Transportation safety is a growing concern in cities around the world. Every year more than 270,000 pedestrians lose their lives on the world’s roads, while millions are left with injuries or permanent disabilities.
The World Health Organization (WHO), FIA Foundation, Global Road Safety Partnership and the World Bank recently co-published a manual titled “Pedestrian safety: a road safety manual for decision-makers and practitioners”. On 07 May 2013, Nairobi Planning Innovation interviewed Dr. Meleckidzedeck Khayesi, one of the lead authors of the manual, to get his perspective on the findings and intentions of the project.
Please note that Dr. Khayesi and Dr. Margie Paden from the WHO Department of Violence and Injury Prevention Disability will be hosting a live discussion about pedestrian safety on Twitter, Friday, 17 May from 17:00-19:00 Nairobi time. Join the talk or send questions as Tweets to @UNRSC using the hash tag #walksafechat. For more information contact [email protected].
Nairobi Planning Innovations:: Please tell us a little bit about yourself and how you got engaged in issues of pedestrian safety as well as your role in producing this manual
Dr. Khayesi: I am a Technical Officer in the Department of Violence and Injury at the World Health Organization (WHO). I studied at Kenyatta University earning a Bachelors degree in Education, a Master of Arts degree in Geography and a PhD in the field of Transportation Geography. I have worked at the World Health Organization (WHO) for twelve years in the department of Violence and Injury. Over the last seven or eight years, WHO has collaborated with the World Bank, FIA Foundation for the Automobile and Society and the Global Road Safety Partnership to produce a series of ‘how to’ manuals, which provide information on how to implement recommendations of the World report on traffic injury prevention. Included in this series are manuals on helmets (2006); drinking and driving (2007); speed management (2008); seat-belts and child restraints (2009); and data systems (2009). The coalition’s most recent report, ‘Pedestrian safety: a road safety manual for decision-makers and practitioners’ is another step in this effort to provide information on measures to implement to pedestrian safety around the world.
Nairobi Planning Innovations: What was the most surprising aspect or finding in producing this manual?
Dr. Khayesi: A surprising finding that resulted from the study was that fatalities occur and are of concern in cities and other regions of high-income and low-income and middle-income alike. Every year more than 270,000 pedestrians lose their lives on the world’s roads. It is an issue that all citizens of the world should be concerned about.
Nairobi Planning Innovations: How important do you think this document is for Kenya and what do you think the largest barriers to implementing the documents recommendations will be for your country?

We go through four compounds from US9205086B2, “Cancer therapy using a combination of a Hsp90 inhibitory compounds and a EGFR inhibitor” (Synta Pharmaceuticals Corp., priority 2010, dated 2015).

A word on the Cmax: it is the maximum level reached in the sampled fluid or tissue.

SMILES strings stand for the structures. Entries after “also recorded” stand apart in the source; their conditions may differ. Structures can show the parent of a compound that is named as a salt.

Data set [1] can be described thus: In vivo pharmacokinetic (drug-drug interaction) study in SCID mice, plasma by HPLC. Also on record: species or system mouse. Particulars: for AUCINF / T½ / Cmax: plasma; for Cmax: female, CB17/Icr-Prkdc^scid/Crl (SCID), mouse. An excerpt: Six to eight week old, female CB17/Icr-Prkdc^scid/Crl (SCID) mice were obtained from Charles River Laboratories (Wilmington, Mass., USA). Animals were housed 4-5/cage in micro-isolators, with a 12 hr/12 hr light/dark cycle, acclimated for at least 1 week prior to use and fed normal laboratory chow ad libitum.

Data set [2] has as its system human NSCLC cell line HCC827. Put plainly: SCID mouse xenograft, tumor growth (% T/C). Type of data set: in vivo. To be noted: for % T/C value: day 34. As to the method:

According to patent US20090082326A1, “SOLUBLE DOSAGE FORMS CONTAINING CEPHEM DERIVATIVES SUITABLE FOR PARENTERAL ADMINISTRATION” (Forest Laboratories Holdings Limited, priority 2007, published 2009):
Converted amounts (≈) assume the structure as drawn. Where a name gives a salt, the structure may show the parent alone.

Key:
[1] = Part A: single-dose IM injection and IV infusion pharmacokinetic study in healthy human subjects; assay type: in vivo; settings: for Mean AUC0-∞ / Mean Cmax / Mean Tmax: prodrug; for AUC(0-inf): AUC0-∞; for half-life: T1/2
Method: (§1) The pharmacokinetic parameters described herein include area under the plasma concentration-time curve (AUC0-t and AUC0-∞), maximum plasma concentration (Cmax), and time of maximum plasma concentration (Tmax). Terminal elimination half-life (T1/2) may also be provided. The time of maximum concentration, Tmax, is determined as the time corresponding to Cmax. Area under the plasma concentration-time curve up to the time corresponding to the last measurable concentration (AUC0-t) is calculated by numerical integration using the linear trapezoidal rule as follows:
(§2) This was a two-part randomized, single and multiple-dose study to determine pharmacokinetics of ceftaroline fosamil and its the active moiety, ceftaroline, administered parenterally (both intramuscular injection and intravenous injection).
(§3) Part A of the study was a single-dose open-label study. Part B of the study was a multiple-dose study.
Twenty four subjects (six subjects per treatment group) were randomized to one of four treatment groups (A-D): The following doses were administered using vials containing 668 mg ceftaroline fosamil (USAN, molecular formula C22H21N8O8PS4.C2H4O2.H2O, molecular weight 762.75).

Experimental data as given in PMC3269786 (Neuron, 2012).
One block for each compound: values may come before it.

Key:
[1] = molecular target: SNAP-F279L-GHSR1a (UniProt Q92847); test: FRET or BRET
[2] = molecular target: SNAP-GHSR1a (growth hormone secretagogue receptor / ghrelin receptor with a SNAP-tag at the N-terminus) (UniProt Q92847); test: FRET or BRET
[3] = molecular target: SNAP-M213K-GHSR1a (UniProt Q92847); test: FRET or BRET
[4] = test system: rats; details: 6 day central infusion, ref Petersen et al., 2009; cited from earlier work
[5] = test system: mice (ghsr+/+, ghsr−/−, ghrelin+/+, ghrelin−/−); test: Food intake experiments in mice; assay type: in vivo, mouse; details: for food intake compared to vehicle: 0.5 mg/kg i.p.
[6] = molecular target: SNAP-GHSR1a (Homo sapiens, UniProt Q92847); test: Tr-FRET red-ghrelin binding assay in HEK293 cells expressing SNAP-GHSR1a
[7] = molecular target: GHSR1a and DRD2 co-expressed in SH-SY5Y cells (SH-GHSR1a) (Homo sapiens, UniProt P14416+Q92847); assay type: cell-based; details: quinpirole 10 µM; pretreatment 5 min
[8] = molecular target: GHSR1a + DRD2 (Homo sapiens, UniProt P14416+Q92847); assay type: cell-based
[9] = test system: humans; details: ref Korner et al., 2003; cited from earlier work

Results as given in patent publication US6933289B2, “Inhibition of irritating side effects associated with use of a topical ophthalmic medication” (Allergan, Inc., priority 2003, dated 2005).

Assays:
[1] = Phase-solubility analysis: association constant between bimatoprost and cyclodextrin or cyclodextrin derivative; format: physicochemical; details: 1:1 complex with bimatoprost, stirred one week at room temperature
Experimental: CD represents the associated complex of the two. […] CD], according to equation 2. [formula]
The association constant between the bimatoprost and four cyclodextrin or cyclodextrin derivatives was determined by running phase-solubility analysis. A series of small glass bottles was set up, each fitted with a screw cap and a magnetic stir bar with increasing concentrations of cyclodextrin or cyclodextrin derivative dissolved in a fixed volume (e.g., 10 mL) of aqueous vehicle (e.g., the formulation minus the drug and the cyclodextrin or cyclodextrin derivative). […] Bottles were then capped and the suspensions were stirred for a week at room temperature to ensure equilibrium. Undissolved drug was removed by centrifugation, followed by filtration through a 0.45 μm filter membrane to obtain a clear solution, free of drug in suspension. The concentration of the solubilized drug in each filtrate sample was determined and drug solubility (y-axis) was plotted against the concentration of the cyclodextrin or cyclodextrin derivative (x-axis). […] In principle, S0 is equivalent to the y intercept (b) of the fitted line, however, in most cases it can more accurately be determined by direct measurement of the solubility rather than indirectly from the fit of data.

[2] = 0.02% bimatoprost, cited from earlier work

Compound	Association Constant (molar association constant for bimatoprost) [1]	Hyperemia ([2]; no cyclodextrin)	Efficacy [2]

Dr. Khayesi: Kenya was one of the target countries that we had in mind when producing this document. The rate of road traffic deaths in Kenya is high at 20.9 per 100 000 population. Pedestrians formed 47% of road users killed in road traffic crashes in Kenya in 2010. There are also problems with pedestrian deaths between cities – in the suburban areas with a high number of people that commute from the periphery to the city daily. This document was designed for policy makers and planners in urban centres and sub-national regions to help decision makers identify areas of high risk and then implement solutions.
Nairobi Planning Innovations: Who do you hope will take up this manual and use it to create change – who is the document meant for?
Dr. Khayesi: We hope that engineers, health professionals and city managers at the sub-national level will learn from the lessons in this document. The manual is intended to be used by those who are designing and developing transportation system and by the policy makers and decision-makers who are involved in making decisions around transportation and road safety.
Because this manual was produced by a coalition of organizations, it also serves the purpose of building a network among practitioners in the fields of traffic safety, health and infrastructure design. The result of this coalition is a comprehensive resource on the subject of pedestrian safety; one that need not sit on a shelf, but instead act as a practical guide.
Nairobi Planning Innovations: Is the WHO planning to launch the “Pedestrian safety: a road safety manual for decision-makers and practitioners” in Kenya?
Dr. Khayesi: The manual is already freely available to anyone on the web at http://www.who.int/roadsafety/projects/manuals/pedestrian/en/. We will not be holding a specific document launch in Kenya, however the WHO will be delivering hard copy documents to many of our partners and related organizations in Kenya and other countries.
Nairobi Planning Innovations: Any last words of advice for advocates of safe streets?
Dr. Khayesi: My wish for those in the field of pedestrian safety in all countries and at all levels, is that the issue is studied and addressed in a comprehensive way, involving health, neighbourhood land use, traffic regulation, social norms and road design. We need planners and those who manage cities and sub-national regions to be concerned with road traffic injuries and to make decisions which prevent these fatalities in the future.